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Creating Soda-Free Schools and Smart Snack Solutions

JUNE 30, 2018 — One way to help children grow up at a healthy weight is to cut back on serving them sugary drinks. Reducing added sugar can lead to many health benefits. It can prevent type 2 diabetes, cavities, unhealthy weight gain, even heart disease. School districts are making changes that limit added sugar for hundreds of children who attend their schools every day.

North Slope Borough School District, Utqiaġvik and surrounding villages — Creating soda-free elementary and middle schools

North Slope Borough School District, Utqiaġvik and surrounding villages — Creating soda-free elementary and middle schools

Years of support from students, families and athletic booster clubs set the stage for a new change in the North Slope Borough School District during the 2017-18 school year. All elementary and middle schools in this district are soda-free.

Added sugars are in all kinds of foods, from sweet cereals, to granola bars, cookies, cakes and ice cream.

But do you know how children get most of their added sugar each day?

They drink it. Choosing to cut back on soda is a big step toward reducing unhealthy added sugars in children's diets.

The idea for "soda-free" schools began years ago by North Slope students who wanted to be healthier during their sports seasons. The high school football and volleyball teams in Utqiaġvik started a "Stop the Pop" pledge to cut out drinking soda during the season. This pledge expanded as more people in the community wanted a change. The athletic booster clubs decided to stop selling soda at after-school sporting events. This effort finally became a school district policy that designated entire school buildings as "soda-free." This means soda can't be sold at schools, and it also can't be provided to students for free or brought from home.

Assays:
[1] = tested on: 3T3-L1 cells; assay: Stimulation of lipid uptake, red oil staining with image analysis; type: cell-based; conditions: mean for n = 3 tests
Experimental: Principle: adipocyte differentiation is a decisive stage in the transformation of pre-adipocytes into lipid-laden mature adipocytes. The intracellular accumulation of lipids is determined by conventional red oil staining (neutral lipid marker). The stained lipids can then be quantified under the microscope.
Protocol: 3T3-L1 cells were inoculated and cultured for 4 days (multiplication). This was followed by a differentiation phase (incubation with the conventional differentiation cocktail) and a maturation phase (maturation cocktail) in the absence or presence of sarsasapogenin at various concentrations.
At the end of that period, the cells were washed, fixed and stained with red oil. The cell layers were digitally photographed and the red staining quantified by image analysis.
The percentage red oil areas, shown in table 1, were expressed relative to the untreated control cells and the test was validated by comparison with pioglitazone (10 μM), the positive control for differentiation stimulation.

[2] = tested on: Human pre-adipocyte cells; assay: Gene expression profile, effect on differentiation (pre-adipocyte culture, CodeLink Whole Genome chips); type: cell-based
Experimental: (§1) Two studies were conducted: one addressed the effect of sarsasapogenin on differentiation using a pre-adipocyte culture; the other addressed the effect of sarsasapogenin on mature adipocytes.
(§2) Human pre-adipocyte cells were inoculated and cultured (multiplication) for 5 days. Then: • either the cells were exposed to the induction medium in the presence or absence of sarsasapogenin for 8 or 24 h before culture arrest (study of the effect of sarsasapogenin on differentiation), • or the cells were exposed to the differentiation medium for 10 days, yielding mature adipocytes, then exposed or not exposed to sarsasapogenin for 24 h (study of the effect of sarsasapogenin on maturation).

Watch this Play Every Day video to learn about the North Slope school district's efforts to create soda-free schools.

Mat-Su Borough School District — Following Smart Snacks and new nutrition standards

North Slope Borough School District, Utqiaġvik and surrounding villages — Creating soda-free elementary and middle schools

Going soda free is just one of the many ways to help students learn healthy habits. Some schools are changing their whole snack program to incorporate healthier, low-sugar and whole grain options for their kids.

The Mat-Su Borough School District took action to follow smart snacks standards. This program requires that "competitive foods" — snacks and beverages sold in vending machines, school stores, snack carts, á la carte lines and fundraising efforts during the school day — are nutritious and promote health.

If students want a slice of pizza from the high school's Snack Shack, now it's got a tasty whole wheat crust. The portion size is also smaller — 10 slices per pie compared to the 8 slices they sold before.

One of the best ways to help young Alaskans grow up at a healthy weight is to pass and implement a strong school wellness policy. Preventing obesity at an early age can help children maintain a healthy weight later in life. Seventy percent of obese children become obese adults. Evidence of the importance of a strong school wellness policy — also known as a student nutrition and physical activity policy — is so clear that the federal government requires that every school district receiving funds for school breakfast or lunch have a policy. Alaska school surveys indicate a clear relationship between implementing Smart Snacks nutrition standards and the declining availability of candy and salty snacks in Alaska schools.

This is what Alaska communities are doing to help kids grow up healthy. What can your community do? Click here to find more ideas to provide healthy foods, drinks and physical activity for kids.

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